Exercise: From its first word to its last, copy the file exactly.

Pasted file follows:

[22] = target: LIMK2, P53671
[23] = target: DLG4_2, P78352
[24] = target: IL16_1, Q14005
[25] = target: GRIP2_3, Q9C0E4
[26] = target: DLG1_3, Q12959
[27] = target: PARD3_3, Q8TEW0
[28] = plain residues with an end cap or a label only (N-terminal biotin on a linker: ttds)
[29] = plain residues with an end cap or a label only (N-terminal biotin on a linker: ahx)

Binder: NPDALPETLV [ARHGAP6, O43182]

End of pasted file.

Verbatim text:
[22] = target: LIMK2, P53671
[23] = target: DLG4_2, P78352
[24] = target: IL16_1, Q14005
[25] = target: GRIP2_3, Q9C0E4
[26] = target: DLG1_3, Q12959
[27] = target: PARD3_3, Q8TEW0
[28] = plain residues with an end cap or a label only (N-terminal biotin on a linker: ttds)
[29] = plain residues with an end cap or a label only (N-terminal biotin on a linker: ahx)

Binder: NPDALPETLV [ARHGAP6, O43182]